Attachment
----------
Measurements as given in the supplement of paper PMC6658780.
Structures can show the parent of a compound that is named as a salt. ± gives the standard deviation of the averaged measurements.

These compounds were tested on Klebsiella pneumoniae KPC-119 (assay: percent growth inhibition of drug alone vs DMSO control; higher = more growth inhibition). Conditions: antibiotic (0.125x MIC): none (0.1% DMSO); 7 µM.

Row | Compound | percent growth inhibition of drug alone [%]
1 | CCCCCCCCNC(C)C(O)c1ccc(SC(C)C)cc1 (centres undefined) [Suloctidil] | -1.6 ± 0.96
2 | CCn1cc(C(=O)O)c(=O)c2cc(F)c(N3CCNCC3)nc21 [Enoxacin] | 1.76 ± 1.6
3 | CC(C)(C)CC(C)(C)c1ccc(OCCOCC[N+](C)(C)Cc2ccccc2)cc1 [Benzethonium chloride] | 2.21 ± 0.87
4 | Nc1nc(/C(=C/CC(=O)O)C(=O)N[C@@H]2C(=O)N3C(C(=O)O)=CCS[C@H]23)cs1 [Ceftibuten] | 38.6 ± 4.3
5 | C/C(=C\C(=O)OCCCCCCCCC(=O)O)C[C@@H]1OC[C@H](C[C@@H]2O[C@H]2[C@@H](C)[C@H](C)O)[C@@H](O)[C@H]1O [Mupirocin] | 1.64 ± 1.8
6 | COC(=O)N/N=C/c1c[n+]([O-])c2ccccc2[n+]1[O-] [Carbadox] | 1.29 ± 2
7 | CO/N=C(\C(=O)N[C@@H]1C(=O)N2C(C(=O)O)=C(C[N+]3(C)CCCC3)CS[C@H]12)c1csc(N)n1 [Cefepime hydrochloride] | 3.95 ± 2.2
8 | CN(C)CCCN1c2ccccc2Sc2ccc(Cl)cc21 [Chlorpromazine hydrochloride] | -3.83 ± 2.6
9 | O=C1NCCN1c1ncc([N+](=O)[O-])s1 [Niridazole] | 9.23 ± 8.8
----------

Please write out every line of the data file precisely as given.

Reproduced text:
Measurements as given in the supplement of paper PMC6658780.
Structures can show the parent of a compound that is named as a salt. ± gives the standard deviation of the averaged measurements.

These compounds were tested on Klebsiella pneumoniae KPC-119 (assay: percent growth inhibition of drug alone vs DMSO control; higher = more growth inhibition). Conditions: antibiotic (0.125x MIC): none (0.1% DMSO); 7 µM.

Row | Compound | percent growth inhibition of drug alone [%]
1 | CCCCCCCCNC(C)C(O)c1ccc(SC(C)C)cc1 (centres undefined) [Suloctidil] | -1.6 ± 0.96
2 | CCn1cc(C(=O)O)c(=O)c2cc(F)c(N3CCNCC3)nc21 [Enoxacin] | 1.76 ± 1.6
3 | CC(C)(C)CC(C)(C)c1ccc(OCCOCC[N+](C)(C)Cc2ccccc2)cc1 [Benzethonium chloride] | 2.21 ± 0.87
4 | Nc1nc(/C(=C/CC(=O)O)C(=O)N[C@@H]2C(=O)N3C(C(=O)O)=CCS[C@H]23)cs1 [Ceftibuten] | 38.6 ± 4.3
5 | C/C(=C\C(=O)OCCCCCCCCC(=O)O)C[C@@H]1OC[C@H](C[C@@H]2O[C@H]2[C@@H](C)[C@H](C)O)[C@@H](O)[C@H]1O [Mupirocin] | 1.64 ± 1.8
6 | COC(=O)N/N=C/c1c[n+]([O-])c2ccccc2[n+]1[O-] [Carbadox] | 1.29 ± 2
7 | CO/N=C(\C(=O)N[C@@H]1C(=O)N2C(C(=O)O)=C(C[N+]3(C)CCCC3)CS[C@H]12)c1csc(N)n1 [Cefepime hydrochloride] | 3.95 ± 2.2
8 | CN(C)CCCN1c2ccccc2Sc2ccc(Cl)cc21 [Chlorpromazine hydrochloride] | -3.83 ± 2.6
9 | O=C1NCCN1c1ncc([N+](=O)[O-])s1 [Niridazole] | 9.23 ± 8.8